Recently, I received an inquiry as to whether there really were success stories with MDM or whether MDM implementations were destined to fail. My answer as to whether there were success stories was a resounding “YES!”, but I was left wondering what prompted the inquiry in the first place. Over the years, I’ve seen presentation after presentation and article after article on how companies have created value through master data management. If that was the case, why would there even be a question about whether MDM implementations could be successful? Has word not spread widely (and continued to spread) about the value brought by quality master data?
It appears that MDM is no different than any other newsworthy topic – the failures capture our attention and remain in our memory far more than the successes. Although there are many success stories at our fingertips, are there enough to crush the doubt of new adopters? Apparently not. So, why don’t we continue to talk about our MDM successes? Shouldn’t we be shouting from the rooftops that we’ve achieved great things with master data? There were a few theories that I was pondering in the wee hours.
For some subject areas, such as customer, MDM is no longer a “hot topic”, but rather a main stream expectation. It is no longer news-worthy when someone has success with improving customer data. You were able to de-duplicate your customers? You found yet another solution for mastering customers? More tools cleanse the data? Yawn. It just doesn’t stir up the excitement that it did years ago. With all of the various resources and a growing base of experts, organizations are able to achieve success in this mature subject area, but don’t necessarily feel the need to alert the media.
On the contrary, it is news-worthy when someone doesn’t have success with their MDM implementation. Why is that? And where do we place the blame? As with any initiative, an MDM initiative may fail. It didn’t fail because it was MDM, it failed because of an underlying issue or issues (unclear requirements, lack of clear objectives, lack of sponsorship) that are not unique to MDM. As with any initiative, you must ensure that your MDM initiative has clear objectives, sponsorship, and a compelling business case.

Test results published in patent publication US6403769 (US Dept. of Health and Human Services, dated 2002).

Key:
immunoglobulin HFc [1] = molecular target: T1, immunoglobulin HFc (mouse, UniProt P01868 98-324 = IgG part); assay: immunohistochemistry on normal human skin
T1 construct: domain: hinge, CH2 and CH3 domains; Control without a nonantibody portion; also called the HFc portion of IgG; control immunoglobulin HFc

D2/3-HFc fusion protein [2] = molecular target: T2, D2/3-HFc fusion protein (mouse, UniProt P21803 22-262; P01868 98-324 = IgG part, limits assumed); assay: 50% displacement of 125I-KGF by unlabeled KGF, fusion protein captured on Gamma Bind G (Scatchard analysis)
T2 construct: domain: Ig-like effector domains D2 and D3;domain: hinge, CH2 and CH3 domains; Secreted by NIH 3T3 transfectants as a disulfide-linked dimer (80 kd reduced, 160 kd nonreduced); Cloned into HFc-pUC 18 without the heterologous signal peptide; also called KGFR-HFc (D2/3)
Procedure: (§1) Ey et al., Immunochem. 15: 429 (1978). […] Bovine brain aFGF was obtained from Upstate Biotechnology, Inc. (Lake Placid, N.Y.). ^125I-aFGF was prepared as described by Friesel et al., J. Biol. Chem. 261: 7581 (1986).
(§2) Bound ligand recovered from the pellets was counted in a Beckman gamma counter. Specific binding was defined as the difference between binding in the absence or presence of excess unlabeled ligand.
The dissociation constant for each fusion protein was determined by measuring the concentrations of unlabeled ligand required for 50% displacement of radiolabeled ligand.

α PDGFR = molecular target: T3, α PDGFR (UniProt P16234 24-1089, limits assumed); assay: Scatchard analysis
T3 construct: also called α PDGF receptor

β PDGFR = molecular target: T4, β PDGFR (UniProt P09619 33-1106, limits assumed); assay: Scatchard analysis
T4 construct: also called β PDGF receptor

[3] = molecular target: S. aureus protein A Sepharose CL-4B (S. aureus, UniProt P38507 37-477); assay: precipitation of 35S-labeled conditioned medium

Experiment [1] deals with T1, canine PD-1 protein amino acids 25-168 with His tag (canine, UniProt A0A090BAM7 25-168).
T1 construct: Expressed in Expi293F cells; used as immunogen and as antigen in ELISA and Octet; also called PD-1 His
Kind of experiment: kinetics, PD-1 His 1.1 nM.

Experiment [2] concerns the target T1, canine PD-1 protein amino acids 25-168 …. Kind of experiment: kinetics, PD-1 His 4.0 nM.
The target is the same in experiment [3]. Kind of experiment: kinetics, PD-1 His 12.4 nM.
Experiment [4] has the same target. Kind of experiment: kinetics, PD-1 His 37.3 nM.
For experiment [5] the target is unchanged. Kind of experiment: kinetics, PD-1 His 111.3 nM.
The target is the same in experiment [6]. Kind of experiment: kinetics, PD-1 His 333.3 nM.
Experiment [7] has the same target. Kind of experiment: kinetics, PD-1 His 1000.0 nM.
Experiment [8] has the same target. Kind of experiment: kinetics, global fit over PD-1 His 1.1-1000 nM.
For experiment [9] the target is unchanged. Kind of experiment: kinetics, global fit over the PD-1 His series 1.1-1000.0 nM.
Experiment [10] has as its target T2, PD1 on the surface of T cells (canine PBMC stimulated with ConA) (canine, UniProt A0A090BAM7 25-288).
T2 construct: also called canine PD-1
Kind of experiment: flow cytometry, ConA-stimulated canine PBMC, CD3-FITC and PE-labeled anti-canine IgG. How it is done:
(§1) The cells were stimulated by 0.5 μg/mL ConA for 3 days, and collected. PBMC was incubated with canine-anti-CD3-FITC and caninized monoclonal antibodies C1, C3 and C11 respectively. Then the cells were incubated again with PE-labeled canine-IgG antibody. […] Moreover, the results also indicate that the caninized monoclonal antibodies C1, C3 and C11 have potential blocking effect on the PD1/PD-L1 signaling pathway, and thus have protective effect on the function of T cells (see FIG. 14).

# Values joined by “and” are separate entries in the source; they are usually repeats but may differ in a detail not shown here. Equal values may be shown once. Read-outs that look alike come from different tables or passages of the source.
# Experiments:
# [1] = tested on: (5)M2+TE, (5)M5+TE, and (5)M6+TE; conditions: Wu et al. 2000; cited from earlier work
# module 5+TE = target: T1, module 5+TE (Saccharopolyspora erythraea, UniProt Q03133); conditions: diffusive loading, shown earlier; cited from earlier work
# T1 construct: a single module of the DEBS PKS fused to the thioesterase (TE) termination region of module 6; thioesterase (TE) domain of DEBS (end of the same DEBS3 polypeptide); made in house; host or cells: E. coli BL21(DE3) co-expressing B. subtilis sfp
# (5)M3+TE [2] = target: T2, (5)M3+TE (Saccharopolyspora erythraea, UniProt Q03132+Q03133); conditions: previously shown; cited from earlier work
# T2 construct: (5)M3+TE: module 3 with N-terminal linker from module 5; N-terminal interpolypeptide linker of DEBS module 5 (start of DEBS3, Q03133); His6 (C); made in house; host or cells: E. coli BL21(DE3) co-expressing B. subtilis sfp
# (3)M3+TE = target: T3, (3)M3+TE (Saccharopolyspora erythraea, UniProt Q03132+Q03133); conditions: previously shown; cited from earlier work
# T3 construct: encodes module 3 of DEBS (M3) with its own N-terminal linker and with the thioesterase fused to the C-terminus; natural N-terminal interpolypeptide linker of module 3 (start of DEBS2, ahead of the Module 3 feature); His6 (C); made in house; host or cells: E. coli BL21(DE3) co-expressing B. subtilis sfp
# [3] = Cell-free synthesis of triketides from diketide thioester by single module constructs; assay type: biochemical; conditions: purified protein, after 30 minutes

2. Shhh…it’s a secret
As companies begin to recognize their information as a corporate asset, they also recognize the competitive advantage that well-managed data brings. For subject areas that aren’t commonplace, finding ways to improve the quality of your industry-specific master data domains, and in turn improve your analytics capabilities, can bring competitive advantage. Unless there was an industry-wide consortium involved, where knowledge sharing was expected, companies would be reluctant to advertise how they were able to expose the hidden golden nuggets in their information. In this case, the success stories exist; they are just “classified.”
3. It didn’t count
Sometimes reports incorrectly attribute success to a certain technique or discipline or fail to recognize all the components that were necessary for success. How many warehouse implementations have neglected to recognize a key player in their success? Without quality master data, how exactly did the integration work? Is it bandaged together or is there a well-oiled master data machine underneath, that ensures that key items fit together? The underlying master data work that it took to make a reporting or analytics solution successful wasn’t widely advertised because managing master data wasn’t the ultimate goal – it was a critical enabler – but not the end goal.
I hope that we continue to see MDM success stories shared through articles, webinars, and conference presentations. Although master data management has achieved maturity, its ability to be newsworthy is far from over.
NOTE: All opinions in this blog are those of the author and not her employer.